In recent months, the United States government has been ramping up its efforts to crack down on criminals using cryptocurrencies to perpetrate financial crimes. The arrests of Anatoly Legkodymov, founder of Bitzlato, and former FTX CEO Samuel Bankman-Fried, are just two examples of these efforts.
According to Oberheiden PC attorney Alina Veneziano, federal government agencies are increasing their investigative efforts toward crypto crime and will utilize all the tools at their disposal – subpoenas, summons, and intergovernmental sharing of information. For example, the SEC increased the size of its Crypto Assets and Cyber Unit in 2021 to investigate more fraudulent crypto asset schemes and better protect investors in the crypto markets.
Former federal prosecutor Grant Fondo believes that the increase in activity is the result of the current bear market, widespread acceptance of cryptocurrency, and the government’s obligatory focus on crime. In 2021, the DOJ created the National Cryptocurrency Enforcement Team (NCET) to handle the investigation and prosecution of criminal misuse of cryptocurrency. NCET would combine the expertise of the agency’s Money Laundering and Asset Recovery Section and the Computer Crime and Intellectual Property Section. In 2022, the DOJ also created the Digital Asset Coordinator (DAC) Network, which would assign designated federal prosecutors from U.S. attorney’s offices around the country to the DAC Network, and each office’s DAC will be the digital asset subject matter expert and the first investigative source of information.
The DOJ believes that cryptocurrency is the preferred payment method for ransomware and other digital extortion activities. In September, the agency reported that cryptocurrency is used to raise funds for terrorist organizations and other nation state threat actors. The DOJ stated that its largest cryptocurrency seizure disrupted the funding campaigns of ISIS and other terrorist groups. Veneziano believes that these crimes aren’t new, but they’ve just adapted to cryptocurrency. For example, we’re likely not looking at the creation of brand new crimes but are instead more likely to see the crypto element incorporated into other offenses, such as crypto tax evasion, crypto theft, unregistered crypto offerings, crypto money laundering, etc.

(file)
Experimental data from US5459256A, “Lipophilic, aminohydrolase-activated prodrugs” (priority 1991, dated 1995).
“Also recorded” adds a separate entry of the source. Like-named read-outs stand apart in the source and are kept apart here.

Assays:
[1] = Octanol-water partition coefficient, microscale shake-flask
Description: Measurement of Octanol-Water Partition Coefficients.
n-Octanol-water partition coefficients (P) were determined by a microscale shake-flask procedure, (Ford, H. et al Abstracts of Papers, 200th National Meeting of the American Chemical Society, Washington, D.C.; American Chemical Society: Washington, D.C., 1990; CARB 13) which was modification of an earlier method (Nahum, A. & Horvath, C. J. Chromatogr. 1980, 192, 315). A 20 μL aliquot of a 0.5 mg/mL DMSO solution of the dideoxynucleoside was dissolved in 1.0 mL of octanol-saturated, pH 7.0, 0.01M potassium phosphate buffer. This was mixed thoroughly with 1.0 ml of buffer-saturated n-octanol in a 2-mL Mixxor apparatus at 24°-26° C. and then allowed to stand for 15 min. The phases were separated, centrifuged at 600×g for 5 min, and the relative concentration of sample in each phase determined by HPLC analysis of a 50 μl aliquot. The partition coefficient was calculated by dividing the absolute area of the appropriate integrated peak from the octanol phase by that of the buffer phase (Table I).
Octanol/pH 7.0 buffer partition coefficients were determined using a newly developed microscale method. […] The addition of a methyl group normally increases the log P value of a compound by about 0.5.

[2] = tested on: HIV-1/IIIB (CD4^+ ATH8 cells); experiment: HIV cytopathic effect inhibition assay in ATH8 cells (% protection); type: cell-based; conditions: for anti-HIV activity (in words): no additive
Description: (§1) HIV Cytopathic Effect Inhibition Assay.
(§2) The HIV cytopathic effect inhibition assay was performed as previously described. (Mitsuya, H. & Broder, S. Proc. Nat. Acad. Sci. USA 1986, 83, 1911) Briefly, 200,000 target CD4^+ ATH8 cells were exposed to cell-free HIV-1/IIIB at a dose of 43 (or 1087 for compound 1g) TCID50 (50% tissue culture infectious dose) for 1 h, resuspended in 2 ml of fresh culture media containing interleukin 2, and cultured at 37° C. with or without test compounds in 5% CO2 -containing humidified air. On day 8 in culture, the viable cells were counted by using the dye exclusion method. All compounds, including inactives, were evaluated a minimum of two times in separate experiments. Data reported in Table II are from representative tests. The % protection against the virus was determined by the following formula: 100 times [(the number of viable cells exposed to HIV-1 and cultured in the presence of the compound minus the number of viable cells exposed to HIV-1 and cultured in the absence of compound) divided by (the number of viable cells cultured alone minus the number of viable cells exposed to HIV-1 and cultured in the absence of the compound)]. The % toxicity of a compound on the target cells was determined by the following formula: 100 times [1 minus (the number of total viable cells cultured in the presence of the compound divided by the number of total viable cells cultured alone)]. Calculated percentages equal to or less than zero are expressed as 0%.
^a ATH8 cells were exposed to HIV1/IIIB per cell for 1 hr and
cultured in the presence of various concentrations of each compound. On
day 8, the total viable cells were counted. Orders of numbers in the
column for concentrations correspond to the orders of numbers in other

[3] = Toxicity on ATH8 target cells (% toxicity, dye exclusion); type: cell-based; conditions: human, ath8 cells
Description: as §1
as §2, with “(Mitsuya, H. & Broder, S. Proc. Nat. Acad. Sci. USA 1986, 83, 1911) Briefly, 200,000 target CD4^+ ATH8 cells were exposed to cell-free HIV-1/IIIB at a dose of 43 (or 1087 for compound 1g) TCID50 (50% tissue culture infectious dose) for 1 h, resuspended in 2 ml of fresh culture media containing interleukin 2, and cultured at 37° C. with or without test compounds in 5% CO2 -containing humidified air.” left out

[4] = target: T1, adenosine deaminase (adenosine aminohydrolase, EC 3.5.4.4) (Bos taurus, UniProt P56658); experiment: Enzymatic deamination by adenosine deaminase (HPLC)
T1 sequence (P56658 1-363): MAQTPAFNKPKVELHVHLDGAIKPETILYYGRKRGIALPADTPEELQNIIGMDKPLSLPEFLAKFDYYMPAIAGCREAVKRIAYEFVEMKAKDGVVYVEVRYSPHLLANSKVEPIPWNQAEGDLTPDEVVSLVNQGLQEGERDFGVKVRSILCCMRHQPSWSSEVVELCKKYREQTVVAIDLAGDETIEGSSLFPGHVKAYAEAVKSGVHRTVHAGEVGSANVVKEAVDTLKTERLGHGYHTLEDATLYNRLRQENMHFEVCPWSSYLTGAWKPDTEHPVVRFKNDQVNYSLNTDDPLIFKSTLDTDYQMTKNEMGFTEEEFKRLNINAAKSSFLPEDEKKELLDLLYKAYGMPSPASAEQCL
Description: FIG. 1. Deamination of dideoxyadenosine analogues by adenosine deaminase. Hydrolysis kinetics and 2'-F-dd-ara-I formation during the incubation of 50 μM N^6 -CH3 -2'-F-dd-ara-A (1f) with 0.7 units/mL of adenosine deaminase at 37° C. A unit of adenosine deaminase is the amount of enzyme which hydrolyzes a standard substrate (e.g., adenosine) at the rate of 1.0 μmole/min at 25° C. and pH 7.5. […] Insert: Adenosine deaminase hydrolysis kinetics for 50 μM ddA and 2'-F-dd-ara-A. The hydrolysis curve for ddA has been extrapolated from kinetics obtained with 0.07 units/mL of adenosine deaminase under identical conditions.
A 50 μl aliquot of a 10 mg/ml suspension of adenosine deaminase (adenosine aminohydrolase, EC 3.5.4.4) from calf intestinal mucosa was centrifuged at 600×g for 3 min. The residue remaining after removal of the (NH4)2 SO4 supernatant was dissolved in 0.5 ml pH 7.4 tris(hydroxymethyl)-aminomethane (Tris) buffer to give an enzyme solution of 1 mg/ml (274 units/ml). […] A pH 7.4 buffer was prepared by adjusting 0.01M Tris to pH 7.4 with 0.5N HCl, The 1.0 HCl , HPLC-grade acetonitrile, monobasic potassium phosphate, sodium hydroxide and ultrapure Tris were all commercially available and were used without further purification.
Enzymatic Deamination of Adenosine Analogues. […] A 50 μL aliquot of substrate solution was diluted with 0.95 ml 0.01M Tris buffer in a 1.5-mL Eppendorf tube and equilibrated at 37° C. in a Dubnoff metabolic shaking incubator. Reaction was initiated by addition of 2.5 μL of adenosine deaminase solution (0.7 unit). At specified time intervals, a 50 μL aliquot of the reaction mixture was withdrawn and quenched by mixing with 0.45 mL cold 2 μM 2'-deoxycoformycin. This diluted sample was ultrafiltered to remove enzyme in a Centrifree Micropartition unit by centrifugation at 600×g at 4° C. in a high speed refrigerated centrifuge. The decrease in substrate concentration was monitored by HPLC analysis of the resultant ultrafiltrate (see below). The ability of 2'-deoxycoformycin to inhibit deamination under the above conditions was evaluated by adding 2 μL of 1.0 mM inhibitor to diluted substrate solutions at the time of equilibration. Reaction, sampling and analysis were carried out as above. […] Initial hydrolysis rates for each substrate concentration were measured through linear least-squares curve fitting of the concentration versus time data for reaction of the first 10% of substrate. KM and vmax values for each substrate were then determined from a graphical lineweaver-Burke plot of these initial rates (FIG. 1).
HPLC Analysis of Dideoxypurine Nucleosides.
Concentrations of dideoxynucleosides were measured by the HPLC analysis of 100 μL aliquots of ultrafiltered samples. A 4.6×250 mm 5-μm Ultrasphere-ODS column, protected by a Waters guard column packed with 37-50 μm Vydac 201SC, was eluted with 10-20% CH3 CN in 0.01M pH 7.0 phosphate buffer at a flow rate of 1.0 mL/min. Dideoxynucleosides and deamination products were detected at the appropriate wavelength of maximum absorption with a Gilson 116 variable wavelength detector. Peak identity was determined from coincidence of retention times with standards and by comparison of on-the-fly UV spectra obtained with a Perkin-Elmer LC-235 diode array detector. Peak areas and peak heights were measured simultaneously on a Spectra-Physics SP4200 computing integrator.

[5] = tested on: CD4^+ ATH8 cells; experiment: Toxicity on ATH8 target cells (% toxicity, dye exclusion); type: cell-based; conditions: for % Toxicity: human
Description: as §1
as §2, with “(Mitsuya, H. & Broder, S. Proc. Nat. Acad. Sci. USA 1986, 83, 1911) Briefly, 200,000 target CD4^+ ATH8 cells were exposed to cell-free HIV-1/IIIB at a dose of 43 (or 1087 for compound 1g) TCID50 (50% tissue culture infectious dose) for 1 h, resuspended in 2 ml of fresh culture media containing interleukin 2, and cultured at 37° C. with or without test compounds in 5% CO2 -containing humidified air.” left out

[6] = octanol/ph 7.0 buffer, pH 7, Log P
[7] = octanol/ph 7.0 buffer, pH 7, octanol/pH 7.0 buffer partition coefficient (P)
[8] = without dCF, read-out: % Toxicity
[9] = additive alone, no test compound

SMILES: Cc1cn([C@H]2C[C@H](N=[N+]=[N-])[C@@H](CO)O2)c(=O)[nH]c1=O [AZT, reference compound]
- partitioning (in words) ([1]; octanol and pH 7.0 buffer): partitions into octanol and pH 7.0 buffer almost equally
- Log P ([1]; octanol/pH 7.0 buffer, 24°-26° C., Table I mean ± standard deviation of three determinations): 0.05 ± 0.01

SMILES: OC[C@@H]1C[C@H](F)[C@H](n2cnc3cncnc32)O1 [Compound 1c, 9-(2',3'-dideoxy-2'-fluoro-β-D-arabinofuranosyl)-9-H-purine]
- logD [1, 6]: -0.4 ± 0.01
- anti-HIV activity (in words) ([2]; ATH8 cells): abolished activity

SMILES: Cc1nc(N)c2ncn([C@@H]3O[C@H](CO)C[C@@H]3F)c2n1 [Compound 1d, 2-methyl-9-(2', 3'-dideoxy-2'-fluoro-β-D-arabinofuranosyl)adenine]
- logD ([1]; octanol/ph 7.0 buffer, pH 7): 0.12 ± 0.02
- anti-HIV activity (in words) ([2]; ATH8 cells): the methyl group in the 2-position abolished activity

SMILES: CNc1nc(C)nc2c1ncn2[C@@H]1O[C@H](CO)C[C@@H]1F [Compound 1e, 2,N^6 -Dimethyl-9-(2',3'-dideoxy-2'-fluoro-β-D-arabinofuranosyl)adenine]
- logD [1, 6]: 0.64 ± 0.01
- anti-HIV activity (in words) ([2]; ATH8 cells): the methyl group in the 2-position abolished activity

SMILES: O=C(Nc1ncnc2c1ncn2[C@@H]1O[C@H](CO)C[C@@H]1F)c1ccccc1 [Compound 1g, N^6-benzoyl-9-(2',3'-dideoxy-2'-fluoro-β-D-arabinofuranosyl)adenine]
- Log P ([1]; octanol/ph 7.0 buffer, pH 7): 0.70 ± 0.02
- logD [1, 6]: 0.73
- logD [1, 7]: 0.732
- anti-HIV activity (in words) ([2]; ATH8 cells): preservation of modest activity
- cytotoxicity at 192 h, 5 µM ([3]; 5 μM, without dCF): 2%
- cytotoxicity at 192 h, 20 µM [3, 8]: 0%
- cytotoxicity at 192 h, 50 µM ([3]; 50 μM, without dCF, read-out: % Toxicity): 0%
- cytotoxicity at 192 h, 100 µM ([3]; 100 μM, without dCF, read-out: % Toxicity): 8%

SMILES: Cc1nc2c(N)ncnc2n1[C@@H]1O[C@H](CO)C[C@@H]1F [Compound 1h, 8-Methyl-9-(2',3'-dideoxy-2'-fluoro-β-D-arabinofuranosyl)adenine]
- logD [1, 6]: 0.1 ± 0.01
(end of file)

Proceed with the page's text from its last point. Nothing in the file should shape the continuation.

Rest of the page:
In a statement on Dec. 14, 2022, U.S. Attorney for the Southern District of New York Damian Williams “announced charges in two separate indictments against the founders and promoters of two cryptocurrency Ponzi schemes known as IcomTech and Forcount,” both with conspiracy to commit wire fraud. According to the DOJ, victims purchased IcomTech and Forcount investment products using cryptocurrency, cash, checks, and wire transfers. They were then given access to an online portal where they could monitor dubious returns. “While Victims saw ‘profits’ accumulate on the schemes’ respective online portals, most victims were unable to withdraw any of these so-called profits and ultimately lost their entire investments.” All the while, IcomTech and Fourcount’s promoters skimmed hundreds of thousands of the victims’ funds, withdrew it as cash and spent the loot on promos for the Ponzi scheme, luxury goods, and real estate.
Collaboration between government agencies on crimes in the crypto sphere should be expected, and Wally Adeymo, Deputy Secretary of the Treasury, thanked the DOJ “for being such great partners” in the Bitzlato-case. Additional agencies, including FinCEN, the FBI, ICE, the Secret Service, and DHS, have all participated in cryptocurrency investigations.
As cryptocurrency continues to grow in popularity, it’s crucial for the government to implement regulatory safeguards to prevent illicit activity. Ransomware attacks, funding campaigns for terrorist organizations, Ponzi schemes, and other financial crimes using cryptocurrency can happen quickly, leaving law enforcement racing to keep up. By collaborating across departments and utilizing all available tools, the government can crack down on crypto criminals, and protect both investors and the public at large.